Jean Francois Millet, The Gleaners depicts three peasant women cleaning stray wheat stalks. The Gleaners 1857 is one of Millet’s most famous paintings.
Millet's oil painting sympathetically presents the plight of the French working glasses.
Gleaning is the process of collecting leftover crops from agricultural fields after gathering in the harvest. It is a process described in the Bible (for instance, in the Book of Ruth) and an activity that became a legal right of the poor in many Christian countries.
Amongst Jean François Millet artwork, The Gleaners is famous for presenting the lowest ranks of society in a realistic, compassionate manner. Millet aimed to present the harsh reality of rural farming life.
Beyond the hard-working hungry women, the riches of a bountiful harvest are visible in the sunlit background.
Known as Des Glaneuses in French, the painting initially appeared at the Paris Salon of 1857. Middle and upper-class audiences treated the theme with suspicion.
Given the recent French history of violent revolution and class warfare, one critic described it as a disturbing allusion to “the scaffolds of 1793”, referring to the “Reign of Terror” organized by the French Revolutionary Tribunal.
At the time of The Gleaners debut, France had just come out of the 1848 French Revolution. Millet’s glorification of the working classes particularly affronted gallery-going audiences.
Millet's painting was criticized not only for its socialist message but also for its size. This oil painting on canvas measures over 84 by 112 centimeters, a considerable scale for art depicting “mere” labor.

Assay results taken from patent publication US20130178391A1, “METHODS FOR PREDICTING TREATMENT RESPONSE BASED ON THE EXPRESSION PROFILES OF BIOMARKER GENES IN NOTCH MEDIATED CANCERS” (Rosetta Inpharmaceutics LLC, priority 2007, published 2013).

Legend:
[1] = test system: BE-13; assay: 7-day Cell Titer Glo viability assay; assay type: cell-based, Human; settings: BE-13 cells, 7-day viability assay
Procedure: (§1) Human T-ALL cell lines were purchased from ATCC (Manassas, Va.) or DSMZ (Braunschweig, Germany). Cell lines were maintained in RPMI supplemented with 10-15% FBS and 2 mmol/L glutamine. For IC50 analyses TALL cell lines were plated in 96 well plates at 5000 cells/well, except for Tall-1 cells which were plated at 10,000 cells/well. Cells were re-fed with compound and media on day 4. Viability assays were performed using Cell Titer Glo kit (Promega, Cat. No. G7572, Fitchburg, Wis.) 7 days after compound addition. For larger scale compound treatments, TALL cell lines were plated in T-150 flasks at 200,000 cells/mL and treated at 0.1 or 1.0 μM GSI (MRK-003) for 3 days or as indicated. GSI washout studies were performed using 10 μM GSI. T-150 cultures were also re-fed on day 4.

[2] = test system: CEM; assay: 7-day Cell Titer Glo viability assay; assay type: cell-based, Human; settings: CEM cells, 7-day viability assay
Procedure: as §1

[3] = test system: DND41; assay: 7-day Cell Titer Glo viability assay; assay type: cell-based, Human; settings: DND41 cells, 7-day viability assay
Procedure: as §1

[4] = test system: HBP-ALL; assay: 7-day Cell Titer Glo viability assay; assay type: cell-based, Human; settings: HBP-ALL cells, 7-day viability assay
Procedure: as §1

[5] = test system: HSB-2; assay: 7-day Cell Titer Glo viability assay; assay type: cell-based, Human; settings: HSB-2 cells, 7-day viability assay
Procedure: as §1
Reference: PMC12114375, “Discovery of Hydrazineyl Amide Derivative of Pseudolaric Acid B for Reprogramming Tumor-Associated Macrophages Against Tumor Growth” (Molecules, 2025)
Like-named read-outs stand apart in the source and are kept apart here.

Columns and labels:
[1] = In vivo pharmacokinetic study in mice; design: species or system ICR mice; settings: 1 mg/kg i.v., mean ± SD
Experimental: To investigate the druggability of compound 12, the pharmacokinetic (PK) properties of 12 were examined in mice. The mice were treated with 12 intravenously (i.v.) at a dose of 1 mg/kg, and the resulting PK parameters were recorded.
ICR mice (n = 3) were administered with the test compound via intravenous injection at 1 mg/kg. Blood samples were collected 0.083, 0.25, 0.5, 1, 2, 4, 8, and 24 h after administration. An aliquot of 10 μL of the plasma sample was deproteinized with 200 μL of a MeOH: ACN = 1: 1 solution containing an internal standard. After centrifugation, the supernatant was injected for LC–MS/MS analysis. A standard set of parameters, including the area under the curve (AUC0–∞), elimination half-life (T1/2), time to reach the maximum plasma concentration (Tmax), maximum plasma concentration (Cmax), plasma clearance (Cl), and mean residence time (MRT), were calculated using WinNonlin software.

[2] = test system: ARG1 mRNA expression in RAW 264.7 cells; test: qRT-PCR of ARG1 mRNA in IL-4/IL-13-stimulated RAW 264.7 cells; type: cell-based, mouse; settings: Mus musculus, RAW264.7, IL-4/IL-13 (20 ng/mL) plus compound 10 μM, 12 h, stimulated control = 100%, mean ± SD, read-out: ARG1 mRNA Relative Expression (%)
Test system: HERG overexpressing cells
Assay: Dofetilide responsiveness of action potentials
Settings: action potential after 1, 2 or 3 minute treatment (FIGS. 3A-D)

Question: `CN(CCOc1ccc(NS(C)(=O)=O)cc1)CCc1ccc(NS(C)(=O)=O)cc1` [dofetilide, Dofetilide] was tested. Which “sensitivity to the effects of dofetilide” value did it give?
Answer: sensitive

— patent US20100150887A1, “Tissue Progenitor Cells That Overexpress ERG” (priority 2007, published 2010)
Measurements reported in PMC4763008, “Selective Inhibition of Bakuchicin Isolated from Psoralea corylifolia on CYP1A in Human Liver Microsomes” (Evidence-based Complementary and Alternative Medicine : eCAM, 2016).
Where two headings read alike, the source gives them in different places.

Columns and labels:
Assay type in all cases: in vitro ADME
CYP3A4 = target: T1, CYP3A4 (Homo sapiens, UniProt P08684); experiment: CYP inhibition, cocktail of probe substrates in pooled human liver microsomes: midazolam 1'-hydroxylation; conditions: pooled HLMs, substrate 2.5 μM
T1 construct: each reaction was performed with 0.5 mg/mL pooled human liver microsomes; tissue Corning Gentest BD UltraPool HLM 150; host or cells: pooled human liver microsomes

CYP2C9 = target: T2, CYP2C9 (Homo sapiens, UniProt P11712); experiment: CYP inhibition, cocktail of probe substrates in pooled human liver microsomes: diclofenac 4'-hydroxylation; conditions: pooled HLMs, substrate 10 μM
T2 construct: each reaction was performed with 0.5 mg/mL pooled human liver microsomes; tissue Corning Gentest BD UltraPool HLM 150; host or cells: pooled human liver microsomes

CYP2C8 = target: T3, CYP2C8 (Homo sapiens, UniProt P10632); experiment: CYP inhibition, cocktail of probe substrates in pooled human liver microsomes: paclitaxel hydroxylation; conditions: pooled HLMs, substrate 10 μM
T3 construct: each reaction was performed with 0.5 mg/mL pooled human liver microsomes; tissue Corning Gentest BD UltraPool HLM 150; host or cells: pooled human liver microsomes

During this period, paintings of this size depict religion, royalty, or mythological narratives. The three “real” women take on monumental proportions because Millet's painting represents no such themes. Indeed, one critic's complaint refers to the women’s “gigantic pretensions” and complains of their great “ugliness and grossness.”
The Gleaners is an important oil painting in its own right. It is a shining example of French Realism and offers insights into the everyday life of the French working classes.
Another painting byJean-François Millet The Sower (painted seven years earlier), depicts a similar theme. Indeed, Millet had a deep affinity with the peasant classes. In this painting, a single peasant on a monumental scale works with dramatic dynamism.
Unlike The Gleaners, the man's labor has heroic hope and dignity. For the three women, however, there appear to be no such redeeming qualities.
These artworks particularly inspired Van Gogh and the post-impressionist movement. Van Gogh once described Millet as “the essential modern painter” who depicted the peasantry rising from the earth they tended.
Van Gogh employed a similar color palette (with a much thicker application of paint) in The Potato Eaters (1885).
At the Paris Salon of 1857, Millet sold The Gleaners to a British businessman for 3,000 francs. The sale price was a thousand less than he hoped to achieve, and the artist attempted to keep the low price a secret. But, struggling for money at the time, Millet felt he had to sell the painting.
While the critical reception of Millet’s painting remained largely negative during his lifetime, it became more popular after the artist’s death in 1875. In the subsequent ten years, Jean-François Millet paintings significantly increased in value.
Ferdinand Bischoffsheim purchased Millet's oil on canvas painting and sold it for 300,000 francs in 1889 to the Champagne magnate Jeanne-Alexandrine Louise Pommery.
Pommery donated the painting to the Louvre museum in her will, gifting the artwork to the state. It now hangs in the Musée d'Orsay in Paris. The Angelus c1867 is another of Jean-Francois Millet's paintings held by the Museum.
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